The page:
Russia describes Georgian leader as "pathological"

Russia marked the third anniversary of its war with Georgia on Monday by saying it would not renew ties with Tbilisi as long as its "badly brought up" and "pathological" president was in power.

Russian news bulletins were dominated by footage of the 2008 war and showed President Dmitry Medvedev inspecting the Molkino military base in southern Russia, where he praised troops who fought in the conflict for repelling the Georgian "aggressor."

Foreign Minister Sergei Lavrov went further, saying that Moscow would have no direct dealings with Tbilisi while President Mikheil Saakashvili was president.

"We will have no dealings with a man who gave the criminal order to kill peacekeepers and ordered the death of peaceful civilians, including Russian citizens," Lavrov told reporters in Moscow.

"Saakashvili is of course a pathological case and an anomaly among the Georgian people. He is clearly very badly brought up ... We do not associate the Georgian with this persona."

Lavrov accused Saakashvili of "dreaming up fairy tales" about what happened in the run-up to the war, which each side accuses the other of starting.

His comments echoed remarks made by Medvedev last week in his first interview with Georgian media since the war. The president said he was open to future ties with Georgia but would "never forgive" Saakashvili.

In the Georgian capital, Saakashvili and Orthodox Patriarch Ilia II laid a wreath at a hilltop cemetery for servicemen killed during the 2008 war. Dozens of soldiers stood to attention holding red and white Georgian flags.

Saakashvili spoke to relatives of the war dead, but made no comment to waiting reporters.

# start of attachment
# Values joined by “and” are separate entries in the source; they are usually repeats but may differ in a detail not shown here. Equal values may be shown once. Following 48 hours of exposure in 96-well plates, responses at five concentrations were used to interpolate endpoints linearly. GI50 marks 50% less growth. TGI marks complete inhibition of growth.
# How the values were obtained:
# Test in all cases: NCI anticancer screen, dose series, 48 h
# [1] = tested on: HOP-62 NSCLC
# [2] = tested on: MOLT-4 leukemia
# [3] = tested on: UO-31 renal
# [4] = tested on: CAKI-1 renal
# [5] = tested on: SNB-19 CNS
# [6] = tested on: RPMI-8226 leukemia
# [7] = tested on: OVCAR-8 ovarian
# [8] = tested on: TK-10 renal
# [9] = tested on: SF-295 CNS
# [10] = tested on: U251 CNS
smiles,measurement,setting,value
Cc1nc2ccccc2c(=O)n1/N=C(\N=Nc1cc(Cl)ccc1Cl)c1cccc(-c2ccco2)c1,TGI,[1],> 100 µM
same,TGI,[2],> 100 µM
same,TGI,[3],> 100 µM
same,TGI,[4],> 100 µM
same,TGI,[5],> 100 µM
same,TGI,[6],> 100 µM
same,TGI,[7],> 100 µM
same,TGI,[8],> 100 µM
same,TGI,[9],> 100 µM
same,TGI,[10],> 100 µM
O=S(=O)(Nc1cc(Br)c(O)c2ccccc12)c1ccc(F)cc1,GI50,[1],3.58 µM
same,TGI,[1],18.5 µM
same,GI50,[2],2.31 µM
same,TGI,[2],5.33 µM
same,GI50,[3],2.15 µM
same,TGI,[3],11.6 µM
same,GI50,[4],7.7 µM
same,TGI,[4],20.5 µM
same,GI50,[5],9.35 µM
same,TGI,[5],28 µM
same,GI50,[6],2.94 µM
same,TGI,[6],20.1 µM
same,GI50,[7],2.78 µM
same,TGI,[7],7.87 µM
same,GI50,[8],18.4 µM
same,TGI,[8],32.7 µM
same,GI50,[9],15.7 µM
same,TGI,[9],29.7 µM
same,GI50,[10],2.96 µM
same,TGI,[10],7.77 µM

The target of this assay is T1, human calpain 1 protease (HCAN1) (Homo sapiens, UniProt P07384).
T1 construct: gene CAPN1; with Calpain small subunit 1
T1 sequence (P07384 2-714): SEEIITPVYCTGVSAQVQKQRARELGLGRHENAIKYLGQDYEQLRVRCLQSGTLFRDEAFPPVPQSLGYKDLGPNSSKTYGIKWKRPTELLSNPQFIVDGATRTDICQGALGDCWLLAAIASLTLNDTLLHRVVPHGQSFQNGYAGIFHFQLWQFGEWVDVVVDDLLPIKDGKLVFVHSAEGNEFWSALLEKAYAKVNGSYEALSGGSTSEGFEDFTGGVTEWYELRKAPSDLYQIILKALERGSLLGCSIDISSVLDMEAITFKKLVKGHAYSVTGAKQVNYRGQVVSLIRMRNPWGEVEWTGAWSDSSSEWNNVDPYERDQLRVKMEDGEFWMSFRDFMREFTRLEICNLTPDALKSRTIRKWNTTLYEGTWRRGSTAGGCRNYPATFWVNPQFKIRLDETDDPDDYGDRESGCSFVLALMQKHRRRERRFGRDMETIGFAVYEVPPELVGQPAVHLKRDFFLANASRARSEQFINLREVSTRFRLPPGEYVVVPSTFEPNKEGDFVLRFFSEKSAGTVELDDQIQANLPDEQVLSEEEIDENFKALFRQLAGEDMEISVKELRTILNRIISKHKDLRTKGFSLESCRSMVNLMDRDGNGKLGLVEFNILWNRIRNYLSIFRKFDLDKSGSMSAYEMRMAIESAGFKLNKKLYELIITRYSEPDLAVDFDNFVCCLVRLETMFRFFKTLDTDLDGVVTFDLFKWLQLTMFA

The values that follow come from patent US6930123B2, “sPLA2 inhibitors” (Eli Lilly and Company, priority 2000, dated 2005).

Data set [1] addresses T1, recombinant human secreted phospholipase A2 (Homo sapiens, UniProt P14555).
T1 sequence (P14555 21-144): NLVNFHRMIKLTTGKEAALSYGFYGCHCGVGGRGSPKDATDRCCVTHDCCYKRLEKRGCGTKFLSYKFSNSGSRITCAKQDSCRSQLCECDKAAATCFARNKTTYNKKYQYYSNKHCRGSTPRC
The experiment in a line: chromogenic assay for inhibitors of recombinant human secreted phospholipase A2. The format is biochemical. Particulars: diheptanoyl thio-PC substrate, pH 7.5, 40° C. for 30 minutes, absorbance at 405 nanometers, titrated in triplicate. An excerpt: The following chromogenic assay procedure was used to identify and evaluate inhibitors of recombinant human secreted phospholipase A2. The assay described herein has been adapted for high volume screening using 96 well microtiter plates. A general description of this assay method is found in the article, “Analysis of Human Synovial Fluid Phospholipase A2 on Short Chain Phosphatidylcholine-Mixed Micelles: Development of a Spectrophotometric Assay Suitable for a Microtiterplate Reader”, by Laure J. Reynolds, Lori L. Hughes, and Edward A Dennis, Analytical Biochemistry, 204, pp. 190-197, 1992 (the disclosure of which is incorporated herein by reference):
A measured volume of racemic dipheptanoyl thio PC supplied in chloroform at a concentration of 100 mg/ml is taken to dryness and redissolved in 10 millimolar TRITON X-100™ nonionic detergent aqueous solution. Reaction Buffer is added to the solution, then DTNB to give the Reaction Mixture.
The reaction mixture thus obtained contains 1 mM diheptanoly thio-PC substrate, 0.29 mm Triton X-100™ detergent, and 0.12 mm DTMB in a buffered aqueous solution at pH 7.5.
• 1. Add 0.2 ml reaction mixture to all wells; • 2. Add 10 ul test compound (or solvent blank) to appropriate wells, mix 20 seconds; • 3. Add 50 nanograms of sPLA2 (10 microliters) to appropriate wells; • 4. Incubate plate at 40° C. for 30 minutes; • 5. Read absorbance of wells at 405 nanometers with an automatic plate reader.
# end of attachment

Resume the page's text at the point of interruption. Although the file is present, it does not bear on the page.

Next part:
Think-tank Calls for Direct Talks

Relations between the two former Soviet republics remain fraught long after Russia crushed a Georgian assault on the breakaway region of South Ossetia which followed months of tension. Tbilisi says Moscow provoked the conflict.

Since then, Moscow and Tbilisi have been in a political stalemate over South Ossetia and the breakaway region of Abkhazia, which Russia recognizes as independent states.

Disputes over spying allegations and Georgia's objections to Russia's bid to join the World Trade Organization have also fueled tensions.

The Brussels-based International Crisis Group think tank said in a report that direct Russian-Georgian talks were needed to dispel a "potentially explosive" situation.

The Kremlin sent an agreement on establishing military bases in Georgia's two breakaway territories to parliament for ratification on Monday, it said in a statement on its website.

The deal was reached last year with Abkhazia and South Ossetia, where Russia already has de facto bases, and the bill is likely to sail through the lower house.

Despite a ceasefire calling for the withdrawal of troops from the rebel regions, Moscow has stationed soldiers there, drawing widespread condemnation from Western governments.

Georgia has said 228 Georgian civilians and 169 servicemen were killed in the war. Russia said at least 64 Russian servicemen were killed in the conflict.

[Source: By Alissa de Carbonnel and Alexei Anishchuk, Reuters, Moscow and Molkino, 08Aug11]

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The Question of South Ossetia
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